[6] Nor do the circumstances of the defendant's arrest suggest grounds for relief. There is no direct allegation that the officers did not comply with the requirement of section 841 of the Penal Code that they "inform the person to be arrested of the ... authority to make it." Section 842 of the Penal Code provides that if the person making the arrest is acting under the authority of a warrant he must show the warrant, if required. There is no allegation that the defendant demanded that the officers show a warrant. [7] The fact that the defendant was in a federal building at the time of his arrest does not appear to entitle him to any privilege of exemption from arrest by local peace officers, nor does the petitioner suggest what privilege might be effective, although claiming as a bare conclusion that local process could not be served in a federal building. (See 5 Cal.Jur.2d, Arrest, § 2.)

[8] The petitioner next claims that the defendant was denied due process of law in that he was not given notice of a hearing on May 5, 1960, at which time, it appears in the clerk's minutes, the defendant's statement on appeal was stricken from the record. The record is mute as to whether the defendant was given notice of this hearing to settle or otherwise act on his statement. It is further claimed that the hearing was not in fact held, as reported in the minutes. The petitioner alleges that the court reporter and the deputy city attorney whose names appear in the clerk's minutes have advised the defendant that they were not present at the alleged hearing. Neither in the return to the order to show cause nor at the oral argument by the deputy city attorney was the veracity of the petitioner's claims in this regard denied. Because petitioner's claims aforesaid are not controverted by the record and were unchallenged at the oral argument, it would seem manifest that the conclusion is inevitable that there was in fact no hearing at which the defendant was afforded an opportunity to be present for the settlement of his statement on appeal.

An ex parte settlement of the record on appeal, and lack of notice thereof in the circumstances of this case, is a denial of due process of law. In this case the defendant's appeal was, to all intents and purposes, determined without notice to him and without opportunity to present his grounds for [54 Cal.2d 815] appeal. In Chessman v. Teets, 354 U.S. 156, 162 [77 S.Ct. 1127, 1 L.Ed.2d 1253], it is said that "... we must hold that the ex parte settlement of this court record violated petitioner's constitutional rights to procedural due process. We think that the petitioner was entitled to be represented throughout those proceedings either in person or by counsel. (Citations.) All we hold is that consistently with procedural due process, California's affirmance of petitioner's conviction upon a seriously disputed record, whose accuracy petitioner has had no voice in determining, cannot be allowed to stand."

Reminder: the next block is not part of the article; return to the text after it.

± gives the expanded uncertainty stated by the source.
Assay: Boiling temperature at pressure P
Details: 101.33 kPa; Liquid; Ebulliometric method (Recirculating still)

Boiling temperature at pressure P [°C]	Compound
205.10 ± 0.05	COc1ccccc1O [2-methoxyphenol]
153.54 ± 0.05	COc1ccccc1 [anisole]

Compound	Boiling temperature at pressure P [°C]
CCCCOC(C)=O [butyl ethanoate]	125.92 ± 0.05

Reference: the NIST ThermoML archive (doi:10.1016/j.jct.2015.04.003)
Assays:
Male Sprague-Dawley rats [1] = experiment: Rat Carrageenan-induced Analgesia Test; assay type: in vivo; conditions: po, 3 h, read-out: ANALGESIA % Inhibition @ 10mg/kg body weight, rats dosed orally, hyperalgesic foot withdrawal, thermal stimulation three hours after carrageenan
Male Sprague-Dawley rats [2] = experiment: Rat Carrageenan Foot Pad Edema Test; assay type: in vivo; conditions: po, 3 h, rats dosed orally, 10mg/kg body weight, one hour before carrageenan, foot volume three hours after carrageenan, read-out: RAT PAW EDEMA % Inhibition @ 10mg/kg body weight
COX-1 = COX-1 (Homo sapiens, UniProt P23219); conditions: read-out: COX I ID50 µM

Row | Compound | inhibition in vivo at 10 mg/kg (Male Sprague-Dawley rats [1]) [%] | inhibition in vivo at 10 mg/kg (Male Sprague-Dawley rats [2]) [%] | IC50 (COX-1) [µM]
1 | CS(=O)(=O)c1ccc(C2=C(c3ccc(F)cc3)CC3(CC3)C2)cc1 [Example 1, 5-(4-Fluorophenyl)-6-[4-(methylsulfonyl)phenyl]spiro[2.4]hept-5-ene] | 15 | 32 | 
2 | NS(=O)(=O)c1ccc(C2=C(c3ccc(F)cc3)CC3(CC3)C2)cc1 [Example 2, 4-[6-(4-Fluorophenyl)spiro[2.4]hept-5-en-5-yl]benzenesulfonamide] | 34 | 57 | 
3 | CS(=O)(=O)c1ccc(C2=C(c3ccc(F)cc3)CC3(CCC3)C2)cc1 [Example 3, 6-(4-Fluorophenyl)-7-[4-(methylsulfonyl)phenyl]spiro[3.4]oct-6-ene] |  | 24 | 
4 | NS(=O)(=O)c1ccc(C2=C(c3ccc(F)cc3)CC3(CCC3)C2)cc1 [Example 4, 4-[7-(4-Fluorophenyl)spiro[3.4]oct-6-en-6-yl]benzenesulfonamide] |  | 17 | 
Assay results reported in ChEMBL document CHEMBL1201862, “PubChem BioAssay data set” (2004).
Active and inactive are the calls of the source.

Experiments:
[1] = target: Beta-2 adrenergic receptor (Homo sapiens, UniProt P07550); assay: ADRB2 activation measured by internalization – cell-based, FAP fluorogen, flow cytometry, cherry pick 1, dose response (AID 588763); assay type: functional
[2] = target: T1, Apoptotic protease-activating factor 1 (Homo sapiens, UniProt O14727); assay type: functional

[9] Aside from the question of notice and hearing it appears that the trial court might, at a proper hearing, have ordered the matters stricken from the statement which it deemed to be scurrilous. The defendant's attack on the trial judge's integrity, and his reference to the civil matters involved in the cases cited, were totally unconnected with the cause at bar. As such, the reference was incompetent and irrelevant, and could be deemed only a collateral and unrelated attack on the judge's character.

[10] Since the petition herein reveals no invalidity in the adjudication of defendant's guilt and concerns only the proceedings affecting the filing, settling and certification of the defendant's statement on appeal and the proceedings subsequent thereto, the defendant is not entitled to be discharged from custody. The writ is granted, the return to the order to show cause shall stand as the return to the writ, and the defendant shall be afforded an opportunity to present to the trial court, within 20 days after the filing of this opinion, a proposed statement on appeal in the said municipal court case Number 70625. Upon the filing of such statement the trial judge shall certify the same or in lieu thereof hold a hearing, 10 days' notice of which shall be served on the parties, and at such a hearing the trial court shall proceed to settle such statement in accordance with the views herein expressed, and certify such settled statement to the Appellate Department of the Superior Court of Los Angeles County. Should defendant fail to file his proposed statement on appeal within the 20 days aforesaid then, without further order of this court, the appeal may be forthwith dismissed and the defendant remanded to the custody of the chief of police of the city of Los Angeles.pending determination of the proceedings in the municipal court, and subject to such orders as that court may properly make in the exercise of its jurisdiction, defendant [54 Cal.2d 816] is remanded to the processes of that court and to the constructive custody of its appropriate officers.

It is so ordered.

Gibson, C. J., Traynor, J., Schauer, J., McComb, J., Peters, J., and Dooling, J., concurred.

Opinion Information
Date:Citation:Category:Status:
Mon, 11/07/196054 Cal.2d 807Review - Criminal AppealOpinion issued

Parties
1CHARLES C. FINN on Behalf of GEORGE C. FINN (Petitioner)

Disposition
Nov 7 1960Denied